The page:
seems to me like a war of propaganda. everyone has their lines drawn, and everyone knows when another crosses it. so all i gotta say is WOOPIDIE DOO!! i dont care if they dont let it be released, i can in good conscious, defend one form of something under statutes and not defend something else under the same statutes. something about the duality of man comes to my mind. the reason i can defend against this game is because the constitutuon was set up to defend americans and our way of life,i could go on, yada, yada, yada. theres a long story behind everything.



Since it is free speech, and it is their opinion, they are allowed to produce this game, Im all for free will and choice.

Getting people to buy it is another question, not many American gamers are going to want that game. Remember that games are about the gameplay, not the political plot behind them. If I hated America, I:
1. wouldnt purchase a game and kill Americans, I would protest or voice my opinion.
2. Wouldnt agree with these opinions. I mean, as much as I support free will, this plot is very ridiculous. In fear of sounding like a die hard republican, this is on par with the Palestinian TV show Mickey Mouse rip off that told little kids to destroy Israel among other things.

What I dont understand is that, instead of protesting Manhunt 2 (or other games) why just not buy it? Let people who want it to buy it, and dont buy it yourself. Take responsibility for yourself, and not others.


Talcum X

As it is free speech, anyone can make a game about anything these days, it's those who buy who create the demand on what type of games get produced. Was it bad taste for Lucas Arts to create Tie Fighter, not just X-Wing? Of course not, it's fantasy. In fact, I enjoyed Tie Fighter more than X-wing. Just given the current state of the world and the US involvement, yes, it's just bad taste IMHO.

Just as long as the creator of the SIMs don't come up with SIM Nuke Lab, where you build your own pletonium reactor, and learn all the fundimentles of nuclear bomb construction and play a nuclear version of "Opperation" Takes a steady hand to place the Happy fun ball in the tube. Kind of like your own version of the Manhatten Project. Was a then-cool movie, but I don't recommend trying it at home, kiddies.

Every morning is the dawn of a new error.



It's gotta be a free ride in both directions as distasteful as it might be in certain occasions - when it comes to creating the games.

Otherwise the fight is hypocritical.

Distribution, however, I think is a completely different argument. I see no reason why stores, ISPs or other avenues can do what they'd like to facilitate or halt distribution of said material depending on the tastes of their customers.

You shouldn't' stop people from making it, but you can't make people take it.




"a purely tasteless game that graphically depicted morally horrendous acts that would make Grand Theft Auto's crimes look like a Sunday School jaunt in comparison"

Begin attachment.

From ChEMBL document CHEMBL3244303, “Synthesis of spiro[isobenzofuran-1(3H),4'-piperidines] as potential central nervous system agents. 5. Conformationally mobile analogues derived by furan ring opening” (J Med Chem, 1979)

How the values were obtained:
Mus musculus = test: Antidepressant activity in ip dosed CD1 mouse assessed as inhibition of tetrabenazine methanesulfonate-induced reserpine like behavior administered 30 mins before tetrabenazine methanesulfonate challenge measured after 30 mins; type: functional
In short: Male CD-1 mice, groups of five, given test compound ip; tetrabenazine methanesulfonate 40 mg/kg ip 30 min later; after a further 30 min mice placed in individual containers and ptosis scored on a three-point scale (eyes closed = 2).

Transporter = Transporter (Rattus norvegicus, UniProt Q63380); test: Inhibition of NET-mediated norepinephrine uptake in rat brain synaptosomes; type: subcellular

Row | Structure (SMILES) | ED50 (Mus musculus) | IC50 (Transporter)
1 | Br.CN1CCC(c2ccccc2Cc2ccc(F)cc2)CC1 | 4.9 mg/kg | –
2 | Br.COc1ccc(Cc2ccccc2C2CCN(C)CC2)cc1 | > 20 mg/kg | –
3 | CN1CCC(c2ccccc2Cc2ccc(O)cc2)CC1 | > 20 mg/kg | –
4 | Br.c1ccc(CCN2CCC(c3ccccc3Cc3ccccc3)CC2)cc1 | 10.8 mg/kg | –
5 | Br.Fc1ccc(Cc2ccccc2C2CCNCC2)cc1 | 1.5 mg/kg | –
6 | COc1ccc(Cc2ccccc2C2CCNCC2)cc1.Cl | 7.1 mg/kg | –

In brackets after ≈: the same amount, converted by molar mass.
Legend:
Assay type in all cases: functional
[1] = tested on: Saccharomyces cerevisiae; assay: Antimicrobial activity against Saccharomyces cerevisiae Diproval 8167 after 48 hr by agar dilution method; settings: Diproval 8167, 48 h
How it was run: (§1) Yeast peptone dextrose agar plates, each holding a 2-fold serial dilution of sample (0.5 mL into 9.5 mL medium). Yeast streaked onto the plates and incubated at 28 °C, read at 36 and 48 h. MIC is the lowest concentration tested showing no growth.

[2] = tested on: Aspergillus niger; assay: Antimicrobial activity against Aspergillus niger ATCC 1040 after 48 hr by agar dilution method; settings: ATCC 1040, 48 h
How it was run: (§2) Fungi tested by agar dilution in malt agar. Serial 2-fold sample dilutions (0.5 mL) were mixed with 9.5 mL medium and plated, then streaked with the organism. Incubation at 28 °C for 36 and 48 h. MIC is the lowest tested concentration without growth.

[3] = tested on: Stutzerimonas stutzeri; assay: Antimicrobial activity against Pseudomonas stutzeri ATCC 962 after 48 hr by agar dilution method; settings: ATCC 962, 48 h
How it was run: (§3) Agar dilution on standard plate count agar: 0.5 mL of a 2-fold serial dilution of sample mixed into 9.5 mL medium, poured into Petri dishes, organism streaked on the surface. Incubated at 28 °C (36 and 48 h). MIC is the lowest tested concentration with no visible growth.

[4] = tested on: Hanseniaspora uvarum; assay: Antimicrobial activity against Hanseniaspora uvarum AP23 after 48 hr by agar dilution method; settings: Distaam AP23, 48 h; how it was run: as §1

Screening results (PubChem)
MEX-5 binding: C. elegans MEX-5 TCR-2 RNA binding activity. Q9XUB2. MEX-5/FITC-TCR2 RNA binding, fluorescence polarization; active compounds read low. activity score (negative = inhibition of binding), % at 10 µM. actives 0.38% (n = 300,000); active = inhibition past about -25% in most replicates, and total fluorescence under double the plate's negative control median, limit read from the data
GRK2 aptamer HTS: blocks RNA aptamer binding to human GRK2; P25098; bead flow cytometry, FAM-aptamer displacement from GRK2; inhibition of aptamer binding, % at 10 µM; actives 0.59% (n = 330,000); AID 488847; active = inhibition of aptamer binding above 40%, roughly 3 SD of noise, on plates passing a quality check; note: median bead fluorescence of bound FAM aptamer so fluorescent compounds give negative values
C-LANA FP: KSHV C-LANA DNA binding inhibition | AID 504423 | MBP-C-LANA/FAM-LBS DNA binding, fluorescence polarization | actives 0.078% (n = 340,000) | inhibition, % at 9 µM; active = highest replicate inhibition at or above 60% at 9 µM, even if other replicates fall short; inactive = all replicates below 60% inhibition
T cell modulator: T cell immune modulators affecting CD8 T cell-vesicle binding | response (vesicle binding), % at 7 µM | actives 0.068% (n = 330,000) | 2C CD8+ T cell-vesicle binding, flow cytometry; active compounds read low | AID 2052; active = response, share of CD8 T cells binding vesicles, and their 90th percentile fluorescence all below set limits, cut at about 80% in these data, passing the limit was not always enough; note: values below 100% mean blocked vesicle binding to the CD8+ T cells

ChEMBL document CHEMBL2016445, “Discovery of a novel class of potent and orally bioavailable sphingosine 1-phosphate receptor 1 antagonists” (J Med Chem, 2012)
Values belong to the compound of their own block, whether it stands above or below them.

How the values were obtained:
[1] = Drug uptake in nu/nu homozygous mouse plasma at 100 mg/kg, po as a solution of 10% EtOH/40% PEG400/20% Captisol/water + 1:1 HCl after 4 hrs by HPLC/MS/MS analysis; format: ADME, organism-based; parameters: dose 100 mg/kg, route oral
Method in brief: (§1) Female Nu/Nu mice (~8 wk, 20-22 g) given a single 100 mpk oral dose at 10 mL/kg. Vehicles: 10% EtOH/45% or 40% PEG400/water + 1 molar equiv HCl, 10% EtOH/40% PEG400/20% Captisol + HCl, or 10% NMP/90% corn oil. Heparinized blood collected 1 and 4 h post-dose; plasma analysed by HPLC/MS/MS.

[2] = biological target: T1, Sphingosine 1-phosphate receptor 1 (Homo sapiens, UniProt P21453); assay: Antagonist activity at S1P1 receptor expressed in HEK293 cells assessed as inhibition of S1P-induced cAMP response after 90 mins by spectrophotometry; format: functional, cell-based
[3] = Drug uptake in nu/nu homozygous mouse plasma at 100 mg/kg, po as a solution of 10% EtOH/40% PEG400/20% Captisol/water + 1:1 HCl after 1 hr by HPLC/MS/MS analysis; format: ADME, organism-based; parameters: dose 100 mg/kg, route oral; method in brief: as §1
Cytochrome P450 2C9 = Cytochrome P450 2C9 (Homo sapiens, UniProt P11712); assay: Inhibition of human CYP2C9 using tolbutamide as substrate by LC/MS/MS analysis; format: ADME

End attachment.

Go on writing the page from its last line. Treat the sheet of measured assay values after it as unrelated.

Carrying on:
I would be first in line!



Video games are similar in fact to movies or books. "Rescue the Nuke Scientists" has a storyline, and a questionable one at that. I think because of the storyline, there would be a lot, if not most, people that would not play the game (based on the storyline) least.... Americans wouldn't. I think there are plenty of people that hate the American Government that maybe they would enjoy playing a game like this. Even so, it's still a game.

It is no more than a story (or at least an idea). Some people may want to play it (more so people from outside the U.S.) but, people should be allowed to be given a choice whether or not to play it.



hmm...I love games like GTA and Manhunt, and I would object to a super-violent killing game. There has to be a line though. An Army game where you gun down fellow americans is just across that line. This line moves though; 10 years ago GTA would've been unspeakable. So if things continue the way they are, you could soon be gunning down american troops for points.



As you said, Paul, "vote with your wallet."
As morally ambiguous (at best) as some may find the game, no person or company is forcing any one to buy it, or to play it. Just like GTA (which, might I remind people, couldn't be purchased by a minor anyways, due to the game's rating.)
*nearly every day of my life is some kind of computer hell*



I agree with you whole-heartedly, however, I do occasionally get the urge to jump on walking mushrooms after playing SMB. DOH!



How do Russians feel about games pitting us against Soviets? Germans and Japanese people about WWII games? Arabs about any number of games that occur in the middle east?

It seems kind of hypocritical to endorse violent games that depict good Americans against the evil Other but take offense at games that reverse this. Is this really good taste, or just nationalism?

In any case, we've already seen Postal, Super Columbine, and JFK Reloaded. There've always been reprehensible games out there, but I'd rather restrict them at the store level (have Wal-Mart ban them) than at higher levels (government bans). These games appeal to (hopefully) very limited segments of the populace, and the market will reflect that.